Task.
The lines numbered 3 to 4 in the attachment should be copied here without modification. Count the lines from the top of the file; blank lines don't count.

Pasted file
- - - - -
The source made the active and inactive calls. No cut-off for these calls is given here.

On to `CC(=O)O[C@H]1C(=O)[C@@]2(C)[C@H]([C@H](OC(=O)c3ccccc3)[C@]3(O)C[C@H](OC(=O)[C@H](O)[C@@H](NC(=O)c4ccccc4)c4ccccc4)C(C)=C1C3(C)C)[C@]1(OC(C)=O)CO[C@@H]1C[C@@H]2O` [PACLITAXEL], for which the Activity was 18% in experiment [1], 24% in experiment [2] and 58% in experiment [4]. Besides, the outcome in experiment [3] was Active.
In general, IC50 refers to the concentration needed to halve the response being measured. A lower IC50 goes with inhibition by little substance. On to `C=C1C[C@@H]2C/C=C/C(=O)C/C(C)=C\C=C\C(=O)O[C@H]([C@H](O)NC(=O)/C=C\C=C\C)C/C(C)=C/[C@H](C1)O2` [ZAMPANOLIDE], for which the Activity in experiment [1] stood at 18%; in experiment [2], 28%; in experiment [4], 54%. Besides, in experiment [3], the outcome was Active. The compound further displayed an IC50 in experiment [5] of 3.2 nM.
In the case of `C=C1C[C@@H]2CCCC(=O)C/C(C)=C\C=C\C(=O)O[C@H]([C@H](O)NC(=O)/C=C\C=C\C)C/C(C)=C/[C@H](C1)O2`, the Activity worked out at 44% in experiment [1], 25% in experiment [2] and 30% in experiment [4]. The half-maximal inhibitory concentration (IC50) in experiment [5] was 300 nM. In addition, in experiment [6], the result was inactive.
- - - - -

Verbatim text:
In general, IC50 refers to the concentration needed to halve the response being measured. A lower IC50 goes with inhibition by little substance. On to `C=C1C[C@@H]2C/C=C/C(=O)C/C(C)=C\C=C\C(=O)O[C@H]([C@H](O)NC(=O)/C=C\C=C\C)C/C(C)=C/[C@H](C1)O2` [ZAMPANOLIDE], for which the Activity in experiment [1] stood at 18%; in experiment [2], 28%; in experiment [4], 54%. Besides, in experiment [3], the outcome was Active. The compound further displayed an IC50 in experiment [5] of 3.2 nM.
In the case of `C=C1C[C@@H]2CCCC(=O)C/C(C)=C\C=C\C(=O)O[C@H]([C@H](O)NC(=O)/C=C\C=C\C)C/C(C)=C/[C@H](C1)O2`, the Activity worked out at 44% in experiment [1], 25% in experiment [2] and 30% in experiment [4]. The half-maximal inhibitory concentration (IC50) in experiment [5] was 300 nM. In addition, in experiment [6], the result was inactive.